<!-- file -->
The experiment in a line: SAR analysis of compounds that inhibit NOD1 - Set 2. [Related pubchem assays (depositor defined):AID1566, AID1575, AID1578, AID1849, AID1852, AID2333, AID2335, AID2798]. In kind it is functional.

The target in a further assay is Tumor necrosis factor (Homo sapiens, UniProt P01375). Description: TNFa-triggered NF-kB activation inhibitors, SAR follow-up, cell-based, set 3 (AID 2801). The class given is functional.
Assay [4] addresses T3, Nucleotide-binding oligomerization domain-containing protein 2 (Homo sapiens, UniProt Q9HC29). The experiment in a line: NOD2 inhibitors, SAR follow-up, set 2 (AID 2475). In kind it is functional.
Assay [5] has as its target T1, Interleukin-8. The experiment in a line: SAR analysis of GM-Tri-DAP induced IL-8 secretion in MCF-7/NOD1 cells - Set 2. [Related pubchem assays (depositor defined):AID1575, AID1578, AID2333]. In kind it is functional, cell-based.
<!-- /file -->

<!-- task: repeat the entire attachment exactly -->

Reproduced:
The experiment in a line: SAR analysis of compounds that inhibit NOD1 - Set 2. [Related pubchem assays (depositor defined):AID1566, AID1575, AID1578, AID1849, AID1852, AID2333, AID2335, AID2798]. In kind it is functional.

The target in a further assay is Tumor necrosis factor (Homo sapiens, UniProt P01375). Description: TNFa-triggered NF-kB activation inhibitors, SAR follow-up, cell-based, set 3 (AID 2801). The class given is functional.
Assay [4] addresses T3, Nucleotide-binding oligomerization domain-containing protein 2 (Homo sapiens, UniProt Q9HC29). The experiment in a line: NOD2 inhibitors, SAR follow-up, set 2 (AID 2475). In kind it is functional.
Assay [5] has as its target T1, Interleukin-8. The experiment in a line: SAR analysis of GM-Tri-DAP induced IL-8 secretion in MCF-7/NOD1 cells - Set 2. [Related pubchem assays (depositor defined):AID1575, AID1578, AID2333]. In kind it is functional, cell-based.